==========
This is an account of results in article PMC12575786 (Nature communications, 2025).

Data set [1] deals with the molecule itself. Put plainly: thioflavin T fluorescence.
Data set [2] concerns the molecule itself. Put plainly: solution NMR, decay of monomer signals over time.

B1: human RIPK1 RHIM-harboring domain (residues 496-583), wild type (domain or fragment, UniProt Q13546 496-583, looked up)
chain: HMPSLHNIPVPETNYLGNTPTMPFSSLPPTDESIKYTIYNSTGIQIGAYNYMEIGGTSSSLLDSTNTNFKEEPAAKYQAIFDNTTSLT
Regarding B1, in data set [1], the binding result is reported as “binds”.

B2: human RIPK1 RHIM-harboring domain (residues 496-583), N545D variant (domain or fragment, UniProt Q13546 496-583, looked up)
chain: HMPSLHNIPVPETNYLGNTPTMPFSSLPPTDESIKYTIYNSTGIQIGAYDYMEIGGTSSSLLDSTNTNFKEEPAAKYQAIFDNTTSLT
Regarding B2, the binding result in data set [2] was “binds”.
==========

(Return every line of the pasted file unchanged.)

This is an account of results in article PMC12575786 (Nature communications, 2025).

Data set [1] deals with the molecule itself. Put plainly: thioflavin T fluorescence.
Data set [2] concerns the molecule itself. Put plainly: solution NMR, decay of monomer signals over time.

B1: human RIPK1 RHIM-harboring domain (residues 496-583), wild type (domain or fragment, UniProt Q13546 496-583, looked up)
chain: HMPSLHNIPVPETNYLGNTPTMPFSSLPPTDESIKYTIYNSTGIQIGAYNYMEIGGTSSSLLDSTNTNFKEEPAAKYQAIFDNTTSLT
Regarding B1, in data set [1], the binding result is reported as “binds”.

B2: human RIPK1 RHIM-harboring domain (residues 496-583), N545D variant (domain or fragment, UniProt Q13546 496-583, looked up)
chain: HMPSLHNIPVPETNYLGNTPTMPFSSLPPTDESIKYTIYNSTGIQIGAYDYMEIGGTSSSLLDSTNTNFKEEPAAKYQAIFDNTTSLT
Regarding B2, the binding result in data set [2] was “binds”.